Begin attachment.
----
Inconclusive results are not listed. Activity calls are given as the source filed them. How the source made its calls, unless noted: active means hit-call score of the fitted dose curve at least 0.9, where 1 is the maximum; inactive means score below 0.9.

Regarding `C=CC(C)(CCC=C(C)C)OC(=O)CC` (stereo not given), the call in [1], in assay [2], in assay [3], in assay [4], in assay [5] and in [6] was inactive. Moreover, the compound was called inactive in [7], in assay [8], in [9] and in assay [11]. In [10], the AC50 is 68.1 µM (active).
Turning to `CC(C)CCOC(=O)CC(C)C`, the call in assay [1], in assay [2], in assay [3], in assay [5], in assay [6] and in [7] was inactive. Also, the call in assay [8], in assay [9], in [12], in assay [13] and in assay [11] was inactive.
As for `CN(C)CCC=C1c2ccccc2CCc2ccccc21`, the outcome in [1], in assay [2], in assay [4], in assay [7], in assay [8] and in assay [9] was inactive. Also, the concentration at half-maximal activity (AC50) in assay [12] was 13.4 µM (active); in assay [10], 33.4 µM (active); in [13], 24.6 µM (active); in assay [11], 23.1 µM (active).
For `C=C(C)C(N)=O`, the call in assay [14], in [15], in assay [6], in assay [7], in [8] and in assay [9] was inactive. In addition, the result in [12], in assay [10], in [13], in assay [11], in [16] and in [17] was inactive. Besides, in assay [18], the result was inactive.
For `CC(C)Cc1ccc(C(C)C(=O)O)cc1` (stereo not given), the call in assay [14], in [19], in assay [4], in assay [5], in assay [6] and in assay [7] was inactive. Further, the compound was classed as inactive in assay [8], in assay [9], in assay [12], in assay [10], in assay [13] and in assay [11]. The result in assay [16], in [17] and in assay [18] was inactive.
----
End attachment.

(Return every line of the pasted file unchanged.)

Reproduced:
Inconclusive results are not listed. Activity calls are given as the source filed them. How the source made its calls, unless noted: active means hit-call score of the fitted dose curve at least 0.9, where 1 is the maximum; inactive means score below 0.9.

Regarding `C=CC(C)(CCC=C(C)C)OC(=O)CC` (stereo not given), the call in [1], in assay [2], in assay [3], in assay [4], in assay [5] and in [6] was inactive. Moreover, the compound was called inactive in [7], in assay [8], in [9] and in assay [11]. In [10], the AC50 is 68.1 µM (active).
Turning to `CC(C)CCOC(=O)CC(C)C`, the call in assay [1], in assay [2], in assay [3], in assay [5], in assay [6] and in [7] was inactive. Also, the call in assay [8], in assay [9], in [12], in assay [13] and in assay [11] was inactive.
As for `CN(C)CCC=C1c2ccccc2CCc2ccccc21`, the outcome in [1], in assay [2], in assay [4], in assay [7], in assay [8] and in assay [9] was inactive. Also, the concentration at half-maximal activity (AC50) in assay [12] was 13.4 µM (active); in assay [10], 33.4 µM (active); in [13], 24.6 µM (active); in assay [11], 23.1 µM (active).
For `C=C(C)C(N)=O`, the call in assay [14], in [15], in assay [6], in assay [7], in [8] and in assay [9] was inactive. In addition, the result in [12], in assay [10], in [13], in assay [11], in [16] and in [17] was inactive. Besides, in assay [18], the result was inactive.
For `CC(C)Cc1ccc(C(C)C(=O)O)cc1` (stereo not given), the call in assay [14], in [19], in assay [4], in assay [5], in assay [6] and in assay [7] was inactive. Further, the compound was classed as inactive in assay [8], in assay [9], in assay [12], in assay [10], in assay [13] and in assay [11]. The result in assay [16], in [17] and in assay [18] was inactive.